En EspaŅol

Q. Who is Mr. Smarty Plants?

A: There are those who suspect Wildflower Center volunteers are the culpable and capable culprits. Yet, others think staff members play some, albeit small, role. You can torture us with your plant questions, but we will never reveal the Green Guru's secret identity.

Help us grow by giving to the Plant Database Fund or by becoming a member

Did you know you can access the Native Plant Information Network with your web-enabled smartphone?

Share

Ask Mr. Smarty Plants

Ask Mr. Smarty Plants is a free service provided by the staff and volunteers at the Lady Bird Johnson Wildflower Center.

Search Smarty Plants
    
 
See a list of all Smarty Plants questions
Can't find the answer in our existing FAQs, submit a question to Mr. Smarty Plants.
Need help with plant identification, visit the plant identification page.
 
rate this answer
Not Yet Rated

Thursday - April 20, 2006

From: Austin, TX
Region: Southwest
Topic: Turf
Title: Native replacements for non-native St. Augustine lawn
Answered by: Nan Hampton

QUESTION:

Hi. We would like to reseed our lawn. It is currently St. Augustine. What would you suggest for a low maintanence, drought tolerant grass or ground cover. We would prefer to have something that does well in both shade and sun and can withstand some impact.

ANSWER:

If your lawn were entirely sunny, then far and away the best choice would be buffalo grass (Buchloe dactyloides). It is drought tolerant and requires mowing only a few times a year. I suggest you read Native Lawns in the Native Plant Library for a discussion about how to create and manage a buffalo grass lawn. Unfortunately, buffalo grass doesn't do well in the shade; however, you might consider growing it in the sunny part of your lawn and something else in the shade. One possibility is to plant native sedges in the shady areas. In Sedge Lawns for Every Landscape John Greenlee describes several sedges that do well in lawns. Meadow sage or Texas Hill Country sedge (Carex perdentata) is one of these that is native to Travis County. Alternative possibilities for your shaded areas are these two ground covers: Texas frogfruit (Phyla nodiflora) and Virginia creeper (Parthenocissus quinquefolia).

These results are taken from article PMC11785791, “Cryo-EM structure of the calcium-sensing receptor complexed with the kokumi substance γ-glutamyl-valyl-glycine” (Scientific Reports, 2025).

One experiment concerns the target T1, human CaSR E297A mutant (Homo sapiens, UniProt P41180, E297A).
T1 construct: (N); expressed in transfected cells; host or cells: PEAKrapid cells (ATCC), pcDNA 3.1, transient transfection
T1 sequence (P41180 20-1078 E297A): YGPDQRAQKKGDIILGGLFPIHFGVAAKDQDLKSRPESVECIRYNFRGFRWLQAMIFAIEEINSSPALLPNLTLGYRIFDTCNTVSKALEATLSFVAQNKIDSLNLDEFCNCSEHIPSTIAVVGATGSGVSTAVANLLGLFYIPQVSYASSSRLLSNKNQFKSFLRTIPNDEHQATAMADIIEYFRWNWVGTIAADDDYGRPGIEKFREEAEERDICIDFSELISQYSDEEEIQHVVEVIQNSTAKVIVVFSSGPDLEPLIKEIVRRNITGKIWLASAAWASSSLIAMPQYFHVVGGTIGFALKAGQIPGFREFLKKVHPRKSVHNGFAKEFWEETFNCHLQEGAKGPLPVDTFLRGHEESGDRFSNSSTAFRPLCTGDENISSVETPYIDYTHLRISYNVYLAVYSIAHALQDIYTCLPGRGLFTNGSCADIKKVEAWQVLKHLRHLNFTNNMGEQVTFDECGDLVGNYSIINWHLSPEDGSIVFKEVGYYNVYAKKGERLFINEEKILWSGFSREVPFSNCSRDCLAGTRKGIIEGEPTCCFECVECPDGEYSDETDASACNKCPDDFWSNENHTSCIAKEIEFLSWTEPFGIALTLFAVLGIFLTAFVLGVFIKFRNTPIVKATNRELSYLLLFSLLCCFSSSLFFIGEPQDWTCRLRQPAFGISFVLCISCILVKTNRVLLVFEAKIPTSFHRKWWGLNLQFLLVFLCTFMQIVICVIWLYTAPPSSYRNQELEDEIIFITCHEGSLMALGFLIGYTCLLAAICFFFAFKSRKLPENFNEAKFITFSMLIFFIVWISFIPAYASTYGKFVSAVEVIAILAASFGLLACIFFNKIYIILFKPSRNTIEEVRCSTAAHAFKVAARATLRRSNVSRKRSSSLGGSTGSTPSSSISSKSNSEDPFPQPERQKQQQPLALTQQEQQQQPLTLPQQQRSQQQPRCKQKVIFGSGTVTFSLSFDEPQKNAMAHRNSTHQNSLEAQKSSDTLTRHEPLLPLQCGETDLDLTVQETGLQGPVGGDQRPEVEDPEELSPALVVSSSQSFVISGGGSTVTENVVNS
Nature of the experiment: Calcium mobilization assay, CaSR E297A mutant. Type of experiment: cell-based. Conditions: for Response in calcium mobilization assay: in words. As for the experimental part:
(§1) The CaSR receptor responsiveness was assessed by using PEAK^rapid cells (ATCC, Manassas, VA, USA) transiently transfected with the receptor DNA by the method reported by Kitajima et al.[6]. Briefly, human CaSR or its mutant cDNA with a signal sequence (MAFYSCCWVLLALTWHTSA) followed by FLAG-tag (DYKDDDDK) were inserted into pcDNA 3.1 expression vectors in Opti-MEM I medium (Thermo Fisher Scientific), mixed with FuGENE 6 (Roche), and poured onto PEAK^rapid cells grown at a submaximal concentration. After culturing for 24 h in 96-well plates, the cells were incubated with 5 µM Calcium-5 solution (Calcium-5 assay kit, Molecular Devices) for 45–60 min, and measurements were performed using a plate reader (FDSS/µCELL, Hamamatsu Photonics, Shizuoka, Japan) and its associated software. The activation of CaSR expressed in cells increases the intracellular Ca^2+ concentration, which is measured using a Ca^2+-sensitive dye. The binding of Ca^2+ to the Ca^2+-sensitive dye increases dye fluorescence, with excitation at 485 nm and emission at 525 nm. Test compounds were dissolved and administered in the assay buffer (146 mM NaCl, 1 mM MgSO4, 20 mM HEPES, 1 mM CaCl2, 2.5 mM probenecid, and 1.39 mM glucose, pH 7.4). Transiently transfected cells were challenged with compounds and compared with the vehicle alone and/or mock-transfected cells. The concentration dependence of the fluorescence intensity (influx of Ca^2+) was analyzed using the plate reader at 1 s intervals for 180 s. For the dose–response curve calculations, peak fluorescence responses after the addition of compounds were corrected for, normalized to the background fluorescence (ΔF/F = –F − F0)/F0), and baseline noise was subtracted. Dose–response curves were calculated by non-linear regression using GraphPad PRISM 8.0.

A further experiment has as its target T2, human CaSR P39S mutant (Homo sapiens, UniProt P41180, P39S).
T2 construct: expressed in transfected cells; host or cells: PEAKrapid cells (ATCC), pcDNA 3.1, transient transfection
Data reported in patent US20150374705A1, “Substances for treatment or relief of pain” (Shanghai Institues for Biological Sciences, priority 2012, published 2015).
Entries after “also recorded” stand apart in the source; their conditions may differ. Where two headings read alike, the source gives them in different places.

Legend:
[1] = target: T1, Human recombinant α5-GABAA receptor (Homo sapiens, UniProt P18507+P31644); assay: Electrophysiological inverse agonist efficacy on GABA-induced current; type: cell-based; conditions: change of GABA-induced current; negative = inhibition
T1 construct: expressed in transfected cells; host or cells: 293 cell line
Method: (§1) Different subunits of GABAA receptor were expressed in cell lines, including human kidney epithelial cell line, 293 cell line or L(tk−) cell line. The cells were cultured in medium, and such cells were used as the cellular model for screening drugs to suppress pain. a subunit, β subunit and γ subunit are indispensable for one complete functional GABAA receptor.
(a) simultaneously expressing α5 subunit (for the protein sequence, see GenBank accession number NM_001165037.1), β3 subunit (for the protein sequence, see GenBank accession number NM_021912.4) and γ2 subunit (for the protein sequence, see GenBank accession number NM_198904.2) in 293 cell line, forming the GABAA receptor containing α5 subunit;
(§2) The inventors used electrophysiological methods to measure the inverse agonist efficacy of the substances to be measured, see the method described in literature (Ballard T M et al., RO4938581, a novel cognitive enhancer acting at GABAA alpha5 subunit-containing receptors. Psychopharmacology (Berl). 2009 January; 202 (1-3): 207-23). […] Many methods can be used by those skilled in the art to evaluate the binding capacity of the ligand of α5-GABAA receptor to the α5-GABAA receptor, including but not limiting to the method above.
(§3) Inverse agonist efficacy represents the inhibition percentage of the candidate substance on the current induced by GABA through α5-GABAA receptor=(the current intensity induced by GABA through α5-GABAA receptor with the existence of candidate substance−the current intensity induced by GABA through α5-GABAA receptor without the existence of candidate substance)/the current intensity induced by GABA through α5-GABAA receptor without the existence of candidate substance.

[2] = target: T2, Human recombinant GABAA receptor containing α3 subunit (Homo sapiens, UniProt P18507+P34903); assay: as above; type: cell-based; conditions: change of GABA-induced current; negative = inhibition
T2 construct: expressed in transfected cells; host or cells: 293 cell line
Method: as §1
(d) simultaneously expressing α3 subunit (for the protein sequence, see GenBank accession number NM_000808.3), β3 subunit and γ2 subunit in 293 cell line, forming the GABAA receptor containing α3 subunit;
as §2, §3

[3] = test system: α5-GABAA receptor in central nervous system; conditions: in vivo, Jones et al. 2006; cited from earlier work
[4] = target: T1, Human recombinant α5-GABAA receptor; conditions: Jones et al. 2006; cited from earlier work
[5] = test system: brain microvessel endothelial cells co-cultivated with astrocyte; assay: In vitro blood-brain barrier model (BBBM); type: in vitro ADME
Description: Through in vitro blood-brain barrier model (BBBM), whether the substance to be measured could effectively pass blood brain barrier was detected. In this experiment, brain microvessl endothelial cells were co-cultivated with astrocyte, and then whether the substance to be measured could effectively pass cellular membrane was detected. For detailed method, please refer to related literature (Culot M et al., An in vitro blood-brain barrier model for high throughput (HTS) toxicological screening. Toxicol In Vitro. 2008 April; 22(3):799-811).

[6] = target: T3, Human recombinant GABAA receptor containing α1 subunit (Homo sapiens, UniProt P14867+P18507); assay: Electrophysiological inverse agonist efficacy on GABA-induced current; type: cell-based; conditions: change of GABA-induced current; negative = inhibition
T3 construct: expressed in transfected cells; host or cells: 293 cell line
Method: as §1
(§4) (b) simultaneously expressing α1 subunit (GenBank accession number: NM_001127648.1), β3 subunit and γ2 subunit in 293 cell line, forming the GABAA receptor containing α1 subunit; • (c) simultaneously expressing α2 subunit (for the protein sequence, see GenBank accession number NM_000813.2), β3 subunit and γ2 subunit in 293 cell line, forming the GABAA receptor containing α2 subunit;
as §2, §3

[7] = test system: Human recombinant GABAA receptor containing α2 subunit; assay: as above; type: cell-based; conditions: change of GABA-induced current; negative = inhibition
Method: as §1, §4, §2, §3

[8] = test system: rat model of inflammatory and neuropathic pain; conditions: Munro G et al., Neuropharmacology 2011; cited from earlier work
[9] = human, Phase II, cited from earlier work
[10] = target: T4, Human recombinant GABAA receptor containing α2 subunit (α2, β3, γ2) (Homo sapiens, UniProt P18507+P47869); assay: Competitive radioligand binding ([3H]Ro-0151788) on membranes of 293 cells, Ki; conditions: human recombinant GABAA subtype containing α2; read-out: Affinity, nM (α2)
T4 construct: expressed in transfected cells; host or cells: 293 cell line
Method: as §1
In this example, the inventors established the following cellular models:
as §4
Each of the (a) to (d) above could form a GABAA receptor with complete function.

All of the above should be commercially available. You can search for sources of native plants in the National Suppliers Directory. The Austin Chapter of the Native Plant Society of Texas also offers a list of native plant sources.
 

More Turf Questions

Process of converting from lawn to wildflower meadow in New Jersey
March 17, 2006 - I live in northern New Jersey and have an acre of property which is currently a grassy lawn. I would like to make a meadow where the lawn is. What is the process to convert from a lawn to a meadow? Th...
view the full question and answer

How Can I Replace my Lawn with Natives in Houston, Texas
January 12, 2011 - I want to remove the turf grass from my lawn and put in gravel and sand. I want to put in native and adapted plants that will attract butterflies and I want different native and adapted ornamental g...
view the full question and answer

Value of planting wildflowers versus maintaining turf
November 02, 2004 - I'm trying to determine the cost/value of planting wildflowers and whether it is less costly than maintaining turf. Do you have any research on this topic?
view the full question and answer

Native grasses for shady yard in Austin
September 04, 2011 - I was looking at your research on native grasses to be used in a yard. I want to plant your native mix of seeds, but worry that there is too much shade in my yard. I live in central Austin and wante...
view the full question and answer

Calyptocarpus vialis, Horseherb, for shady, mowable lawn
April 06, 2007 - Graham, Texas, Heavily wooded. Too shady for St. Augustine grass. Need mowable ground cover near house. Have heard of something called horsewort, but not able to find anything about it.
view the full question and answer

Smarty Plants's Facebook profile Support the Wildflower Center by Donating Online or Becoming a Member today.

Mr. Smarty Plants wants you to be his Facebook friend. Click the Facebook icon to add yourself to Mr. Smarty Plants list of friends.
E-NEWSLETTER | BECOME A MEMBER | DONATE NOW | MEDIA | SITEMAP
© 2014 Lady Bird Johnson Wildflower Center